Colleen O’Connell, a lawyer who was first elected in 2004, said on Monday, “I’ve listened very carefully and I’ve contemplated many options. “She described two very different e-mails she had received from two people equally involved in the district; one said the superintendent should be fired and the other said he should be supported.

“I do not believe school board decisions should be made by taking a poll,” said O’Connell.

She thanked Weisz for his “strength and courage” in following the board’s policies and procedures.


Vice President John Dornbush, who had worked at the University of Albany as assistant director of financial aid, was just re-elected for a fourth term. He said he had listened in all the appropriate ways and was aware of the meetings held away from the board.

Decisions shouldn’t be made by determining which way the wind blows, he said.

An executive session allows people to bring up unpopular views, he said. Turning to the crowd, he asked, “Don’t you think that would be kind of hard to do in the atmosphere that was present in the room July 1?” A few in the crowd answered, no.

“How could that have been done in public?” asked Dornbush. “We were privy to information that could not and should not have been made public.”

In his nine years on the board, Dornbush said, he has been frustrated. “I was not permitted to share the quote-unquote other side,” he said.

“I’m elected, I feel, for my judgment,” said Dornbush.

Two vote yes

The two board members who favored review have been frequently outspoken on free-speech issues and calling for accountability from the district’s administrators.

Hy Dubowsky, who works for the state’s Department of Labor as the economic development director, has been on the board since 2006.

“As a board,” he said, “We have only one employee, the superintendent, who reports to us and has an obligation to keep us informed...In the end, the board may or may not support his decision to revamp the social-studies department, but to keep the matter from the board was unconscionable. Some might even call it insubordination.”

Dubowsky said he was committed to listening to all in the community. “We cannot be so conceited, think ourselves so superior to those we represent, to believe that an issue of such importance to the community should not be subject to the scrutiny of those they elected.”

The “sweeping changes” being made to the social-studies department, he said, are not routine administrative transfers. “It has created a climate of fear and distrust,” said Dubowsky. “It has put a wedge in the schools, set teacher against teacher, energized parents and students against others who did not agree with them,” and weakened students’ education.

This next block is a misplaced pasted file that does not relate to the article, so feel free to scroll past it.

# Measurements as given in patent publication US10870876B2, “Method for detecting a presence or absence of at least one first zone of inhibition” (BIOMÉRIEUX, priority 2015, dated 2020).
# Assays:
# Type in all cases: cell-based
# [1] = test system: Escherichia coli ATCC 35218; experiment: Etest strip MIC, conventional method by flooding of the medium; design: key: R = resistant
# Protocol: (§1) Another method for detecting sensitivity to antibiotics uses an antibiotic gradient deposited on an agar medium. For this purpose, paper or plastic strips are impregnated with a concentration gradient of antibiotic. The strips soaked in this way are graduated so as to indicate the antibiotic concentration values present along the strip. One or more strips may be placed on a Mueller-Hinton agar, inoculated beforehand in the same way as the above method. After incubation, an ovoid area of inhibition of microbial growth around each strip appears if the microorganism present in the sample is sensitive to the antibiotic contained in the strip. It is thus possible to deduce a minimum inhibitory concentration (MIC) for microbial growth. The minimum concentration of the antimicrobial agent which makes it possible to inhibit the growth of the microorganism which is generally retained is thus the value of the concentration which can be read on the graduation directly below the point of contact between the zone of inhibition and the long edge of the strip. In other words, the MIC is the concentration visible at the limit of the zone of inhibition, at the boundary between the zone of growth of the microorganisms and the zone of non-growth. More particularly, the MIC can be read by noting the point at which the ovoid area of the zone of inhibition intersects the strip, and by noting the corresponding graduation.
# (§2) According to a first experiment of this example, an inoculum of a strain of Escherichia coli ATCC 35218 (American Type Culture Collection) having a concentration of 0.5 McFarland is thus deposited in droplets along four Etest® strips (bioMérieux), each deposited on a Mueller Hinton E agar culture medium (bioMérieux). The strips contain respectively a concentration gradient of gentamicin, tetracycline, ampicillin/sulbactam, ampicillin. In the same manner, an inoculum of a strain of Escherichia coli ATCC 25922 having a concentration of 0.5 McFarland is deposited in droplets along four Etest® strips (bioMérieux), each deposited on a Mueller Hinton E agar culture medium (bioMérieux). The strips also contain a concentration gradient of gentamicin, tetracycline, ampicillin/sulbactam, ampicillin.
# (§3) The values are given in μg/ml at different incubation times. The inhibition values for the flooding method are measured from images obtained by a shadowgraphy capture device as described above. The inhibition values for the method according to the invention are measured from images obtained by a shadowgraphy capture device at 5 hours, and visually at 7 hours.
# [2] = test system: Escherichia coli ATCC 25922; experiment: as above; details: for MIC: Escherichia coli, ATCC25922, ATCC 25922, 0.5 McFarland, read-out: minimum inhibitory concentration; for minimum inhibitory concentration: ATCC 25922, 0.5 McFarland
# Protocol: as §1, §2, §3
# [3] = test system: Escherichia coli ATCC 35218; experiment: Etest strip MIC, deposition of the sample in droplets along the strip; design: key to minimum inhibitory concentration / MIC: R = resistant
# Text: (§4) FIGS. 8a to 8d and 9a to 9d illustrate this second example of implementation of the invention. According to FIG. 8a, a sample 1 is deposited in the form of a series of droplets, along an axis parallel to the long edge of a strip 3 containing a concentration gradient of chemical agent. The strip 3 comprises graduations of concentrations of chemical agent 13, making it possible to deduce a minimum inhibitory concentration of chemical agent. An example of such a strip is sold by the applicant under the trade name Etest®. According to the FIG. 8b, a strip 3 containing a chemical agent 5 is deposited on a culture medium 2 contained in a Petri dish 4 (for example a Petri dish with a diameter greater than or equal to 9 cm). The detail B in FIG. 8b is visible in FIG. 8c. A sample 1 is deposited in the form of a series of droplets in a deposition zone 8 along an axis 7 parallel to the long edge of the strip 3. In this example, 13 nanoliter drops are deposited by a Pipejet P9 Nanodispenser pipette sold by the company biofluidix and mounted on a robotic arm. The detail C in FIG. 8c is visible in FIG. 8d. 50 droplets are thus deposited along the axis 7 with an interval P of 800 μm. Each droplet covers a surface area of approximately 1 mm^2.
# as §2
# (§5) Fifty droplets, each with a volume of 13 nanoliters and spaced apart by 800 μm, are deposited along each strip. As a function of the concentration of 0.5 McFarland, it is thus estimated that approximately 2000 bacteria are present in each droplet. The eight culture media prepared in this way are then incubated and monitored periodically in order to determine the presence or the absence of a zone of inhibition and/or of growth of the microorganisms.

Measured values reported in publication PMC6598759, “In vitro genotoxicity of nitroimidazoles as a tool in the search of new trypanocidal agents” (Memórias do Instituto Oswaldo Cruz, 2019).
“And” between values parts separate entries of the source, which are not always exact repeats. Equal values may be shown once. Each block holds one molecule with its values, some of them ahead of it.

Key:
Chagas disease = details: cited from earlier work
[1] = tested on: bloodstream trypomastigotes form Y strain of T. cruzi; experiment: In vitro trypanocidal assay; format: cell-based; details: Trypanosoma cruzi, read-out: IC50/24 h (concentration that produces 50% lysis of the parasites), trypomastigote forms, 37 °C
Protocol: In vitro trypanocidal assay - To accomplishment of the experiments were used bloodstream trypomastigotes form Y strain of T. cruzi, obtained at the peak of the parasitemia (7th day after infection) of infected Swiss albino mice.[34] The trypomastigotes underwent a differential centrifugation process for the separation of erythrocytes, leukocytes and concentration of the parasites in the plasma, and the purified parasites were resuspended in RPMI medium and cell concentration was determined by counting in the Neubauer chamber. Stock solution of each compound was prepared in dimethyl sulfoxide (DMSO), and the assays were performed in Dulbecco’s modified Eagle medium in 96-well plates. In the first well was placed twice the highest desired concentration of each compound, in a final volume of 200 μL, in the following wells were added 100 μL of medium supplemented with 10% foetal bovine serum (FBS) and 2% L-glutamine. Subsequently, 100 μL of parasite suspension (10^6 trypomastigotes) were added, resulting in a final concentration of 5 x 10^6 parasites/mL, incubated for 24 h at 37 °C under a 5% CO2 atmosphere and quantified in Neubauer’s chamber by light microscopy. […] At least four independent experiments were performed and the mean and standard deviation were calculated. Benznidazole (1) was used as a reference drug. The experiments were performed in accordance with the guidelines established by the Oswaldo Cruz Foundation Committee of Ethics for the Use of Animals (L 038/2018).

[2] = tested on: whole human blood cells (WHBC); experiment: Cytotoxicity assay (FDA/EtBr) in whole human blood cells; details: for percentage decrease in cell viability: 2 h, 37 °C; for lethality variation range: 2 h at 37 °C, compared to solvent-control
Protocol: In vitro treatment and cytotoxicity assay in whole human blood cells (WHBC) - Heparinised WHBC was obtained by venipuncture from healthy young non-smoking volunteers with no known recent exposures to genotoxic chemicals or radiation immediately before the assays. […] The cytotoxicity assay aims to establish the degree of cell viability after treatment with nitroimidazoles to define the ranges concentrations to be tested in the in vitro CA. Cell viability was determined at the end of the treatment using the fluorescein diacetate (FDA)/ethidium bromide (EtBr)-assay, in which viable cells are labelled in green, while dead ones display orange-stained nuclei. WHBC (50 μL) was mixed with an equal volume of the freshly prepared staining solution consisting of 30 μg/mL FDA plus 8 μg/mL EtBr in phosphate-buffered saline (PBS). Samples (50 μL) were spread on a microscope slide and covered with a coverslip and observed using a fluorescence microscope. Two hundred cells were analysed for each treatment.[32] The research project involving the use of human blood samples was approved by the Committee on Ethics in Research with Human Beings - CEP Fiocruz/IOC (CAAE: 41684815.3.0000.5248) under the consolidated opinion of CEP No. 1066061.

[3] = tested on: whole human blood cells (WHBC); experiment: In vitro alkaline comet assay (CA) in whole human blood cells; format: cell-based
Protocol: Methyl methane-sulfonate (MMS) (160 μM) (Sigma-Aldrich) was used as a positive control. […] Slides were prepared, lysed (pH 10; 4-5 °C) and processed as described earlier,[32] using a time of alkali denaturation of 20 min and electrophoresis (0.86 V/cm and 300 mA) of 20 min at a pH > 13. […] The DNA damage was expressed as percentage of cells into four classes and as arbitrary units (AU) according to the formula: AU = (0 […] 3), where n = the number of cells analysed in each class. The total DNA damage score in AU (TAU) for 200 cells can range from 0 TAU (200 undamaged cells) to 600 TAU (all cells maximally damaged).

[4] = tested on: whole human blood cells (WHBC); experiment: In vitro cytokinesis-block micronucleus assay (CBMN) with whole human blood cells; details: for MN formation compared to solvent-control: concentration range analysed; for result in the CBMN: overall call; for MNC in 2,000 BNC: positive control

“We have every legal right to review and reject the superintendent’s actions,” Dubowsky concluded. “We report to a higher authority than the superintendent. We report to the people. I highly support the motion and will vote in the affirmative.”

The crowd applauded Dubowsky’s comments for more than a minute.


Barbara Fraterrigo’s comments were greeted with similar enthusiasm.

On the board since 1997, Fraterrigo works in the physicians’ office of her husband and children.

She told the crowd she was most thankful for the skills, courage, and organizational ability of current and past students.

Fraterrigo said she worries about teacher morale as four teachers are being uprooted from the grade level they love. Teachers, she said, are the engine at the heart of students’ success.

“What teacher is going to feel safe?” she asked. Teachers have a certain “skill set,” which makes them successful in their work, and it can’t randomly be transferred to other grade levels.

Fraterrigo also said that shared decision-making is a hallmark of the Guilderland district and she “felt blind-sided” because she had not known of the social-studies department restructuring until she got calls the last day of school, when the teachers were told of it.

The new superintendent shouldn’t have implemented his “Draconian solution,” she said, without first discussing it with the school board.

The Paludi reports being released to the public, she said, are so redacted as to be “almost useless.”

“Why can’t we issue a non-CIA version?” asked Fraterrigo.

“I feel a huge injustice has been perpetrated on these individuals,” said Fraterrigo.

The gay teacher who complained of harassment, she said, “simply wanted an awareness developed that certain remarks were hurtful.”

A letter to him from the superintendent indicated a formal complaint may better assist the district, she said, as the audience clapped.

The department superintendent wrote the superintendent that, since the initial complaint, the “tone has improved,” and Paludi stated teachers had apologized, Fraterrigo reported.

“Instead of taking out the meat cleaver on the last day of school,” Fraterrigo said, McGuire could have met with the entire social-studies department, telling them that any further inappropriate banter would result in serious consequences.

The district’s student code of conduct suggests “progressive discipline,” said Fraterrigo.

She asked why McGuire hadn’t taken action at the start of the second semester rather than waiting till the end of the school year.

Each of Paludi’s two reports cost $5,000, said Fraterrigo, and she said nothing she read in either indicated the need to transfer.

Addressing McGuire’s concern the board would set a precedent, Fraterrigo said in her 12 years on the board, it had twice overridden the superintendent’s decision.

“The sky did not fall down,” she said as laughter rippled lightly over the crowd.

Fraterrigo said supporters of the superintendent said the teachers use of their students as “pawns for their cause is troubling.”

If the board is to put students first, said Fraterrigo, it must reverse the decision.

The applause was loud and long.